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Fry up,slim down

By Matt Hodges | Shanghai Star | Updated: 2014-08-29 07:00

Fry up,slim down

Icing on the cake

Fry up,slim down

A table for one, please

But is the beer-battered fish better here or at Mr. Harry, Shanghai’s "first authentic British restaurant", which opened on Nanjing Road West last year? In the end, it doesn’t really matter. Good as it may be, this isn’t Notting Hill’s winning hand.

Ironically, neither is its signature all-day British breakfast. Although the pork sausage is rich and flavorsome and the chips thick and crunchy, there’s a certain "I dunno what" missing. Maybe it’s the absentee calories. A Kensington hairdresser would love it, but a high-street plumber may quail at the dwarf-like rashers of bacon.

So if you like your fry-ups loaded with grease and generous chunks of lard-ridden pork, or the batter covering your fried cod thicker and crunchier than an Arctic ice floe, then go and find an Irish pub somewhere. The food tries to be as light as the atmosphere, summed up by the tongue-in-cheek series of “Keep Calm and Eat” posters on the walls.

"Our restaurant is quite lady-oriented," says Ng. "Chinese women like to hang out and chat, and they’re quite daring and more willing to try new things. I’d say we do British comfort food and breakfast with some Continental food."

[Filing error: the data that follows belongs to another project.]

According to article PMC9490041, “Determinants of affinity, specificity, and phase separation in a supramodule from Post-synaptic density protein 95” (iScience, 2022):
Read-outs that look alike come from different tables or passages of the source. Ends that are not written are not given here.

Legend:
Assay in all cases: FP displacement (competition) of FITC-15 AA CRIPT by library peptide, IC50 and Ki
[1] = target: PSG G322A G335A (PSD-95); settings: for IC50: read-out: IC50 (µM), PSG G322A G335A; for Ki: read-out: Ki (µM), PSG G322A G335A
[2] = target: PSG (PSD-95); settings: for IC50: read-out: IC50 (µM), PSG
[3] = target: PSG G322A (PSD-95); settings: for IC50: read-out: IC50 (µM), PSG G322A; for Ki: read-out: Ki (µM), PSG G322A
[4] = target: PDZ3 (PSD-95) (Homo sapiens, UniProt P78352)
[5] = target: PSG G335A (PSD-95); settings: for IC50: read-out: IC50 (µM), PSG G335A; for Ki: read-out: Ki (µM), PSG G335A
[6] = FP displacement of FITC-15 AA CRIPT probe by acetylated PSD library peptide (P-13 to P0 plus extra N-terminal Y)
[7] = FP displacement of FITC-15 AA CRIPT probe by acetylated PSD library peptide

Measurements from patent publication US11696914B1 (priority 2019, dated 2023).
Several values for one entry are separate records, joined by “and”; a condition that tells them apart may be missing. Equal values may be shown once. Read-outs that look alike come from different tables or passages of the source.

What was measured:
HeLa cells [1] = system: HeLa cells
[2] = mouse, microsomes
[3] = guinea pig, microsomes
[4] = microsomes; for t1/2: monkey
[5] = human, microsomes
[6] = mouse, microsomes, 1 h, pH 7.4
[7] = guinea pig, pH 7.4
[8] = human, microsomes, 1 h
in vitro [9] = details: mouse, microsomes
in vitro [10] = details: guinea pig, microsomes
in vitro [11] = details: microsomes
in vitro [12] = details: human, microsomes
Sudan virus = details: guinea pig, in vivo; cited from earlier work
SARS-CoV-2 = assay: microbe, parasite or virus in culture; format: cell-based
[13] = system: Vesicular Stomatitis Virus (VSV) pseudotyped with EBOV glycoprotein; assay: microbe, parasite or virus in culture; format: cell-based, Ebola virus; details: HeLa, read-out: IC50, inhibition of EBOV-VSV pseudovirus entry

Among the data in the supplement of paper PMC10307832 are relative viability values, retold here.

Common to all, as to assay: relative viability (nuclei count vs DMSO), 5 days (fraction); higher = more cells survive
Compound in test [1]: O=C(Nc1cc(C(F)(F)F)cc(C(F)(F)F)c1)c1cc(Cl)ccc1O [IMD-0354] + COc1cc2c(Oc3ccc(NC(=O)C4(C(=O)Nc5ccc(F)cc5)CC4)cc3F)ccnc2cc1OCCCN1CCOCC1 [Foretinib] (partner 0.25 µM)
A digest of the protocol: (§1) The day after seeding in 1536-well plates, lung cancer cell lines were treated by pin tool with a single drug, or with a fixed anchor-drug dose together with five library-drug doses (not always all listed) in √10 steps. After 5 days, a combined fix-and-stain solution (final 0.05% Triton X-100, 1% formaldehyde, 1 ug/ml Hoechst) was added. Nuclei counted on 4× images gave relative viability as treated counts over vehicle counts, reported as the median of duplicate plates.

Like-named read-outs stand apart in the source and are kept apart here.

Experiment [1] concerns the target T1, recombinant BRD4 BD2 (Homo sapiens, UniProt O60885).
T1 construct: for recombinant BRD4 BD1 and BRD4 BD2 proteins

"It’s very flavorful, not greasy and not very expensive, which is a niche that hasn’t been filled in Shanghai." You will probably return for the dishes with a Continental twist, such as the Egg Benedict with Iberian Ham & Spinach, which is good enough to make you forget about the artery-clogging junk you were originally hoping to find there. Mains cost about 70-100 yuan. The owners make a point of buying the most expensive eggs in Shanghai and serving them at just the right temperature so that they spring open gently in your mouth.

Other highlights include the Truffled Wild Mushroom with 5-minute Egg pasta, the Seared Foie Gras & Hokkaido Scallop with Apricot Jam appetizer, and the mango and banana smoothie served in a mason jar with a handle.

The bar offers draft beer from Belgium and Holland and will add a wine list, but expect healthier beverages to take precedence once the dust settles on its wooden seating, faux red-brick walls and industrial-chic chandeliers.

This is not the place to head to for a chip sarnie, baked potato served with sour cream, or plate of microwave-cooked fish fingers. It doesn’t do meat pies, Cornish pasties, chicken tikka masala or chili con carne.

There’s also a terrific French bakery (Farine) next door should you wish to extend your culinary journey on the way out.


Address: Unit 105, 378 Wukang Road, near Tai’an Road, Xuhui district

Telephone: 021-6468-7777

Open: Mon-Fri 11 am-10 pm; Sat-Sun 10 am-10 pm

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